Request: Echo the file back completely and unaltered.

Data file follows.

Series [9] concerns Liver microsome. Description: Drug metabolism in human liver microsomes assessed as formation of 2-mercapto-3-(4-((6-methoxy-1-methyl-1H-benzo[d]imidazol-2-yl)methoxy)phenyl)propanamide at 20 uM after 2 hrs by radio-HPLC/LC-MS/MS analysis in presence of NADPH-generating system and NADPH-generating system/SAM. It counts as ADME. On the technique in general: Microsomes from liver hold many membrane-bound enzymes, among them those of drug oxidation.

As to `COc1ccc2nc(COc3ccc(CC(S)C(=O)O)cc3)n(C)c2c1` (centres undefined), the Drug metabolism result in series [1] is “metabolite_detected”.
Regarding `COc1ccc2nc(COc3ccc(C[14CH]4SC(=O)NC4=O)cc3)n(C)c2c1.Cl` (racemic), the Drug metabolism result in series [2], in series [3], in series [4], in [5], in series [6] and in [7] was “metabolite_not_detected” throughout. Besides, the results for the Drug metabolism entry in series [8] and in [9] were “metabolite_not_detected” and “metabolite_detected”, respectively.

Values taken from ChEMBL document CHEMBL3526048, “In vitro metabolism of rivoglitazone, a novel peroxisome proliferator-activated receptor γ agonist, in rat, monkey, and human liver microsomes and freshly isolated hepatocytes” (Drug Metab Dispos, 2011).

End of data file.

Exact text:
Series [9] concerns Liver microsome. Description: Drug metabolism in human liver microsomes assessed as formation of 2-mercapto-3-(4-((6-methoxy-1-methyl-1H-benzo[d]imidazol-2-yl)methoxy)phenyl)propanamide at 20 uM after 2 hrs by radio-HPLC/LC-MS/MS analysis in presence of NADPH-generating system and NADPH-generating system/SAM. It counts as ADME. On the technique in general: Microsomes from liver hold many membrane-bound enzymes, among them those of drug oxidation.

As to `COc1ccc2nc(COc3ccc(CC(S)C(=O)O)cc3)n(C)c2c1` (centres undefined), the Drug metabolism result in series [1] is “metabolite_detected”.
Regarding `COc1ccc2nc(COc3ccc(C[14CH]4SC(=O)NC4=O)cc3)n(C)c2c1.Cl` (racemic), the Drug metabolism result in series [2], in series [3], in series [4], in [5], in series [6] and in [7] was “metabolite_not_detected” throughout. Besides, the results for the Drug metabolism entry in series [8] and in [9] were “metabolite_not_detected” and “metabolite_detected”, respectively.

Values taken from ChEMBL document CHEMBL3526048, “In vitro metabolism of rivoglitazone, a novel peroxisome proliferator-activated receptor γ agonist, in rat, monkey, and human liver microsomes and freshly isolated hepatocytes” (Drug Metab Dispos, 2011).